By Cameron Sturdevant  |  Posted 2004-09-13 Print this article Print

Symantec Corp.s Symantec Network Security 7160 network intrusion prevention appliance capably detects and stops attacks. Despite a limited number of activity reports and some inflexibility in monitoring traffic flows, the SNS 7160 identified every attack that eWEEK Labs generated to test the system.

The SNS 7160 also did a good job of protecting our network when we put the 2U (3.5-inch) hardware appliance in-line between the Labs firewall and the Internet.

We believe network IPSes (intrusion prevention systems), including Symantecs products, TippingPoint Technologies Inc.s UnityOne line and Latis Networks Inc.s StillSecure Border Guard, have sufficiently advanced to the point where they should be included in the perimeter defense of any enterprise network.

Prior to this year, the chief failing of most of these tools was their propensity to issue false positives, incorrectly identifying desirable network traffic as an attack on the network. The impact of a false positive can be severe because IPSes actually block traffic—in contrast to IDSes (intrusion detection systems), which issue an alert but allow suspect traffic into the network.

Click here to read more about IPSes. We tested the SNS 7160, a competitively priced rack-mountable device with eight 10/100/1000G-bps copper ports. The Symantec Network Security 7160 appliance is available for bandwidths of 250 Mbps to 2 Gbps and costs $21,995 to $82,995, including one year of support. TippingPoints UnityOne, which costs $24,995 to $89,995, also has gigabit-per-second capacity. (UnityOne received an eWEEK Excellence Award in the fourth annual program.)

The Symantec product family also includes the SNS 7120, with a licensed bandwidth of 50M bps to 200M bps and four 10/100M-bps Ethernet network ports; and the SNS 7161, which (like the SNS 7160 we tested) has a licensed bandwidth of 250M bps to 2G bps but is configured with 4G-bps copper ports and four 1000BaseSX Fibre Channel ports.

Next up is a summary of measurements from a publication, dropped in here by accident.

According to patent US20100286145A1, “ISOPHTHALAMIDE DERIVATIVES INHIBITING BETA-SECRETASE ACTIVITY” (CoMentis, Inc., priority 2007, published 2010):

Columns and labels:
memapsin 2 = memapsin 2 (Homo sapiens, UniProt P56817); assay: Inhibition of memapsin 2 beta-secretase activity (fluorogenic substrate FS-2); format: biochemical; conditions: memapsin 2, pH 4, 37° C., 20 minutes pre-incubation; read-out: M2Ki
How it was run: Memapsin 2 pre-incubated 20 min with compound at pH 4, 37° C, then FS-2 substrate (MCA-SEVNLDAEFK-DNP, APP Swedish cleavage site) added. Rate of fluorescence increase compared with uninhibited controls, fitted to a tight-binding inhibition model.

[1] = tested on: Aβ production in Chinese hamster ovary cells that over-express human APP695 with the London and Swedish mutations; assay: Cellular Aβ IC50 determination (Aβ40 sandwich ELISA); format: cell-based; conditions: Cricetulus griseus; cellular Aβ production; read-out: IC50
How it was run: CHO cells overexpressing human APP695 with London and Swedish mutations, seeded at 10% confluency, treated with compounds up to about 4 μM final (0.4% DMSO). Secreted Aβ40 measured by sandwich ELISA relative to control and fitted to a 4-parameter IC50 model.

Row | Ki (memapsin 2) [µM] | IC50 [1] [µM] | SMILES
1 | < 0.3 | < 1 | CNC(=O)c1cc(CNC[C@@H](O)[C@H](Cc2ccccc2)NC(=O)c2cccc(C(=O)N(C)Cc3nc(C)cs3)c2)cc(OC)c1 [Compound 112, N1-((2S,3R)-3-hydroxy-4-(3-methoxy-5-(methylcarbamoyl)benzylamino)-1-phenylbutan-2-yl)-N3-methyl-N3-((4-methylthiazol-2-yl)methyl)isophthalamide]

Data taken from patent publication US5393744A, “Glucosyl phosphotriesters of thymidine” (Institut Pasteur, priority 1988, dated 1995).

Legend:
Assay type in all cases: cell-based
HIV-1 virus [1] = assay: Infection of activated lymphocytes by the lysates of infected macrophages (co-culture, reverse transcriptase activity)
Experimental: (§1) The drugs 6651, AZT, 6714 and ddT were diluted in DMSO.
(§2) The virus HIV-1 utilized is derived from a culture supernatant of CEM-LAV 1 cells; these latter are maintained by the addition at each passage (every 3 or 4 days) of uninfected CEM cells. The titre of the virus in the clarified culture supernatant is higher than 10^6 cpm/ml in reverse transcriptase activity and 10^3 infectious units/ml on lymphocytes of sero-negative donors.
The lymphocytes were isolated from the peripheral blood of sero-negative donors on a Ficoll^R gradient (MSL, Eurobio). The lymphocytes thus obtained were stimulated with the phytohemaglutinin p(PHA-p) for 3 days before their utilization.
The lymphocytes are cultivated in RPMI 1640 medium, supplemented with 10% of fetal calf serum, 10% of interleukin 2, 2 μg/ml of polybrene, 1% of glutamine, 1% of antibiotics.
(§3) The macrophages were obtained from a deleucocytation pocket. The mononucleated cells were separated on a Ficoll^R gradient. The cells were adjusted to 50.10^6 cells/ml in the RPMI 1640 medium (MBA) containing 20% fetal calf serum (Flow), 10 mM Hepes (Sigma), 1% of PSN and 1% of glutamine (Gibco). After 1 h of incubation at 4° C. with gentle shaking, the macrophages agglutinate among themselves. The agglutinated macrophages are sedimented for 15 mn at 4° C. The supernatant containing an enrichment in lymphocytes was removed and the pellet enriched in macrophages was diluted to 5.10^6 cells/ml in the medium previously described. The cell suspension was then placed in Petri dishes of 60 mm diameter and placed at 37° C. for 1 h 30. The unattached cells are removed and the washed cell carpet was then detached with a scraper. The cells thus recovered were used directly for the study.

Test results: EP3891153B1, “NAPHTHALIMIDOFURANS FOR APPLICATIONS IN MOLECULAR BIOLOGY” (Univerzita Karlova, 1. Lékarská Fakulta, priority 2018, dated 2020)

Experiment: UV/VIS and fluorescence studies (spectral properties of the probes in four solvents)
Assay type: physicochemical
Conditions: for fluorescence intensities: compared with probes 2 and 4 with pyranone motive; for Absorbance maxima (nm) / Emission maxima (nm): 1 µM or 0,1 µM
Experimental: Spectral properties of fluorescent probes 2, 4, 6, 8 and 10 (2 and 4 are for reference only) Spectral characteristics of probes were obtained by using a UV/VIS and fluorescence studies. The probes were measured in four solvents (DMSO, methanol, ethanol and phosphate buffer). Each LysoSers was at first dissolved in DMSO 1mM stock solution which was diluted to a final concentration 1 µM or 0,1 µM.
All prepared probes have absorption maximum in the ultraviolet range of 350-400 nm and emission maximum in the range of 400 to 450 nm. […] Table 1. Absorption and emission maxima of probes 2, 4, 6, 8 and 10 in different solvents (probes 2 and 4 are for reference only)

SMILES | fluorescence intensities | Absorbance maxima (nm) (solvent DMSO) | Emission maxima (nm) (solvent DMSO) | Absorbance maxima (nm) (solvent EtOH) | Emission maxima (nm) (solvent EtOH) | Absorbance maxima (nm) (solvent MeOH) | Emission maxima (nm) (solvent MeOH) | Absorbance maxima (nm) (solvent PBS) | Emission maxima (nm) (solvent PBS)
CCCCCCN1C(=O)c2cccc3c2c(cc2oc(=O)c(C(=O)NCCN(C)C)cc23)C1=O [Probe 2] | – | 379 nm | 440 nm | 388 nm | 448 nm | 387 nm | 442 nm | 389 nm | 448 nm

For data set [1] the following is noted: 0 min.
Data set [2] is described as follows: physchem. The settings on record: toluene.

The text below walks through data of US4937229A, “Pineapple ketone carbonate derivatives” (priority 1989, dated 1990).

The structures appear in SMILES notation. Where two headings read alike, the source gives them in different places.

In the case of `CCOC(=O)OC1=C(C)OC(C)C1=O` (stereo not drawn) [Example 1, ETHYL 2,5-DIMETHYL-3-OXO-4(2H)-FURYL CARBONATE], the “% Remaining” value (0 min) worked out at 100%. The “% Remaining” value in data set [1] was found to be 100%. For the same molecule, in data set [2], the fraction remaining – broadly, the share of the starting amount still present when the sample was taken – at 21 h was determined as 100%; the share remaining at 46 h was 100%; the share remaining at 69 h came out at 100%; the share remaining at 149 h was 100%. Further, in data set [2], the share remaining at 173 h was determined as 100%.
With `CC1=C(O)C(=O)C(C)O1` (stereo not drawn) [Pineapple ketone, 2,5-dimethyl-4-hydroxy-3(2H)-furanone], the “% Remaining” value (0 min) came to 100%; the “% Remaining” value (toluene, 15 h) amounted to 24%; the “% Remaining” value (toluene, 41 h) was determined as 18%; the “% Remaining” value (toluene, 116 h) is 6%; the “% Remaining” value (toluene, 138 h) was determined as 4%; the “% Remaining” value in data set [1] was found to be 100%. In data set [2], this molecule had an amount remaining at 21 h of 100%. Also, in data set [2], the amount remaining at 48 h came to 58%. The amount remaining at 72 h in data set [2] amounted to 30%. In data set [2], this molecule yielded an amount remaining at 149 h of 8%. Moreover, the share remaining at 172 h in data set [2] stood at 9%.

During tests of the SNS 7160, which started shipping last month, we used a variety of template rules and rules that we wrote to block attack traffic from entering our network, with no false positives. However, writing rules that blocked attacks without generating false positives required extensive training. IT managers should ensure that experienced network security staff—the only people who should operate an IPS—have access to the training programs offered by Symantecs service organization.

IT security staff will likely be able to use the 11 protection policies included with the product to quickly create effective detection and prevention rules. For example, we used an SNS 7160 protection policy template called "all threat and audit policy"—a purposely broad policy provided by Symantec—to create a custom blocking rule that placed greater emphasis on stopping Microsoft Corp. Messenger log-in attempts.

The SNS 7160 has two features that we really liked and arent done quite as well in other IPSes. The first is a policy search engine that let us wade through hundreds of variables to find specific rules based on our criteria. This meant, for instance, that we could readily search for all rules that block traffic using the Gnutella protocol. This made it easier to review and edit rules than with other products weve used.

The second feature is the integration of Symantecs Live Update service to automatically install both engine and security updates daily. Although once-a-day updating will likely be too infrequent for the probable increase in the pace of network attacks, the daily update worked well in tests.

Labs Technical Director Cameron Sturdevant can be reached at cameron_sturdevant@ziffdavis.com.

Check out eWEEK.coms Security Center for the latest security news, reviews and analysis. And for insights on security coverage around the Web, take a look at eWEEK.com Security Center Editor Larry Seltzers Weblog.

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Cameron Sturdevant Cameron Sturdevant has been with the Labs since 1997, and before that paid his IT management dues at a software publishing firm working with several Fortune 100 companies. Cameron also spent two years with a database development firm, integrating applications with mainframe legacy programs. Cameron's areas of expertise include virtual and physical IT infrastructure, cloud computing, enterprise networking and mobility, with a focus on Android in the enterprise. In addition to reviews, Cameron has covered monolithic enterprise management systems throughout their lifecycles, providing the eWEEK reader with all-important history and context. Cameron takes special care in cultivating his IT manager contacts, to ensure that his reviews and analysis are grounded in real-world concern. Cameron is a regular speaker at Ziff-Davis Enterprise online and face-to-face events. Follow Cameron on Twitter at csturdevant, or reach him by email at csturdevant@eweek.com.

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